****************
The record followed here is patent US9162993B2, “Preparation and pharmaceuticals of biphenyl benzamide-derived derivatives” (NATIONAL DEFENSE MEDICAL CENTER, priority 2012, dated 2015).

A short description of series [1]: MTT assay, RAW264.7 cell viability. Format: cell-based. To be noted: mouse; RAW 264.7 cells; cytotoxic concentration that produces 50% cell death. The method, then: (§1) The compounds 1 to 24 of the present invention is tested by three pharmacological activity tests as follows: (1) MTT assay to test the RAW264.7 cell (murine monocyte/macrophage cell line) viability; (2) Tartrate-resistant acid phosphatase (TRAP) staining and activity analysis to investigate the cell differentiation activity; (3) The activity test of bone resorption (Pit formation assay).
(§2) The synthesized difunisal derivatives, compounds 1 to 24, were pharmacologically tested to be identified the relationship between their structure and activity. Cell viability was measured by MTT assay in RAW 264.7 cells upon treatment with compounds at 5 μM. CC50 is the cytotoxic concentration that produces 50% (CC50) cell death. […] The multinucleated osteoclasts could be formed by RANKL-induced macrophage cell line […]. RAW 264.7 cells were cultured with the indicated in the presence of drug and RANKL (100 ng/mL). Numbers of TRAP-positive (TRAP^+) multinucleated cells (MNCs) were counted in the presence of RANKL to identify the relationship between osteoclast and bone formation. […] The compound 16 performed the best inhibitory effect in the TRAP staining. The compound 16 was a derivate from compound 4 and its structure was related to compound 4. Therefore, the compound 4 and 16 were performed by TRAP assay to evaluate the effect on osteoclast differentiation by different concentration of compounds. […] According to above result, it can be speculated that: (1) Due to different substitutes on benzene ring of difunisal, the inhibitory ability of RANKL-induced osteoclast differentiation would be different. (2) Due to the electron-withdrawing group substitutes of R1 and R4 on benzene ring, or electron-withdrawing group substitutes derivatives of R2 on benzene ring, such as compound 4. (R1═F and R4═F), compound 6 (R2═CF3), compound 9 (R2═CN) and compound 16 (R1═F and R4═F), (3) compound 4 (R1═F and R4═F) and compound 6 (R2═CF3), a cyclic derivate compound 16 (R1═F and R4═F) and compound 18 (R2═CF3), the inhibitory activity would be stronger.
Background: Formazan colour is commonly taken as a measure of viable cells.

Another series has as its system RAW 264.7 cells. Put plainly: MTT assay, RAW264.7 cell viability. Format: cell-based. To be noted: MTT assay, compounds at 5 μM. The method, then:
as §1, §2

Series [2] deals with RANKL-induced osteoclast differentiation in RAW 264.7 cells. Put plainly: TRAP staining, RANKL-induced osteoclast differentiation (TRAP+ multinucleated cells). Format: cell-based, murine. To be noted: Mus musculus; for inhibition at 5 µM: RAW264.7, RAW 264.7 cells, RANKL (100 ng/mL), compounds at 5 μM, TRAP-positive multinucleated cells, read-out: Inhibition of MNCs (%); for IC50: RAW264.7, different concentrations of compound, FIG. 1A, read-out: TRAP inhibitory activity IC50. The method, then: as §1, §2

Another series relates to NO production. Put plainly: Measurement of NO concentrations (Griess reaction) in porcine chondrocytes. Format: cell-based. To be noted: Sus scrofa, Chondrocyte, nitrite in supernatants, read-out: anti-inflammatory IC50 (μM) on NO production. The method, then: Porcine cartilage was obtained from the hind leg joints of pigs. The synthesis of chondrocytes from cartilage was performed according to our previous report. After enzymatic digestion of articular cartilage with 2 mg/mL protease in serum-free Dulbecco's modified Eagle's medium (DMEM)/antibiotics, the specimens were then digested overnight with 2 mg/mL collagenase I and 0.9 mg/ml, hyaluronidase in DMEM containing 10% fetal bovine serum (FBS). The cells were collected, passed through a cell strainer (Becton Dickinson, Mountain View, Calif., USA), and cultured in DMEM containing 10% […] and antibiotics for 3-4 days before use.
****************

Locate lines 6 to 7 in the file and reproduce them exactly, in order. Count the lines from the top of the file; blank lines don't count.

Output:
as §1, §2

Series [2] deals with RANKL-induced osteoclast differentiation in RAW 264.7 cells. Put plainly: TRAP staining, RANKL-induced osteoclast differentiation (TRAP+ multinucleated cells). Format: cell-based, murine. To be noted: Mus musculus; for inhibition at 5 µM: RAW264.7, RAW 264.7 cells, RANKL (100 ng/mL), compounds at 5 μM, TRAP-positive multinucleated cells, read-out: Inhibition of MNCs (%); for IC50: RAW264.7, different concentrations of compound, FIG. 1A, read-out: TRAP inhibitory activity IC50. The method, then: as §1, §2